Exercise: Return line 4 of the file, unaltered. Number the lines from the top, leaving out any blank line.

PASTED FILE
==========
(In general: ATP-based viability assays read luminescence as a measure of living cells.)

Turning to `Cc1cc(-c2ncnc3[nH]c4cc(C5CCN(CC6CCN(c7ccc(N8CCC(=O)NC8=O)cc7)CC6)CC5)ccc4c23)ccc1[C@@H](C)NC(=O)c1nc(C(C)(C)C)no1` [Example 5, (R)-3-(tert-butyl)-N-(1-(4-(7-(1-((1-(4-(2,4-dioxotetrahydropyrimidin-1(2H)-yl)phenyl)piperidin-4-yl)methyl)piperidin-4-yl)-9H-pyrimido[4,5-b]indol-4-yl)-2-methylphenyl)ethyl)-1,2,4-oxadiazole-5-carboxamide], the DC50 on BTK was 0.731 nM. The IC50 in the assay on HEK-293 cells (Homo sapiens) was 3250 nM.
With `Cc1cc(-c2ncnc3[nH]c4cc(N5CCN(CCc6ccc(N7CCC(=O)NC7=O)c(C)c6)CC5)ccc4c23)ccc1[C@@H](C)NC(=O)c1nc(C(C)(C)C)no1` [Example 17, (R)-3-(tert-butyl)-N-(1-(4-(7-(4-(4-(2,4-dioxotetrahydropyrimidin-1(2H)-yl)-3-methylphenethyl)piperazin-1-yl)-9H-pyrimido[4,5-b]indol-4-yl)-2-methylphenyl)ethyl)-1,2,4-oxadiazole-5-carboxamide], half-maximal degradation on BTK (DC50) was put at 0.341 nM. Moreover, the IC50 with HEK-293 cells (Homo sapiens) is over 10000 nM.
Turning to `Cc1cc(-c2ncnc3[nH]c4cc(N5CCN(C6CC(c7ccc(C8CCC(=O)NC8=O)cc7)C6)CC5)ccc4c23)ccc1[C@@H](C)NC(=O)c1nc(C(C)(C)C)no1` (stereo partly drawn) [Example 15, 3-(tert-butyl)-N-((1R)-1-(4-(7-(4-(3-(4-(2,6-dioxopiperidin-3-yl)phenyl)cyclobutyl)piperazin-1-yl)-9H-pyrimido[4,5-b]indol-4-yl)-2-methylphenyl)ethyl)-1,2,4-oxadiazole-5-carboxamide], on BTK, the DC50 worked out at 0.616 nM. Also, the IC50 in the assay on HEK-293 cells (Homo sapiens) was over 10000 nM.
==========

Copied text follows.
Turning to `Cc1cc(-c2ncnc3[nH]c4cc(N5CCN(C6CC(c7ccc(C8CCC(=O)NC8=O)cc7)C6)CC5)ccc4c23)ccc1[C@@H](C)NC(=O)c1nc(C(C)(C)C)no1` (stereo partly drawn) [Example 15, 3-(tert-butyl)-N-((1R)-1-(4-(7-(4-(3-(4-(2,6-dioxopiperidin-3-yl)phenyl)cyclobutyl)piperazin-1-yl)-9H-pyrimido[4,5-b]indol-4-yl)-2-methylphenyl)ethyl)-1,2,4-oxadiazole-5-carboxamide], on BTK, the DC50 worked out at 0.616 nM. Also, the IC50 in the assay on HEK-293 cells (Homo sapiens) was over 10000 nM.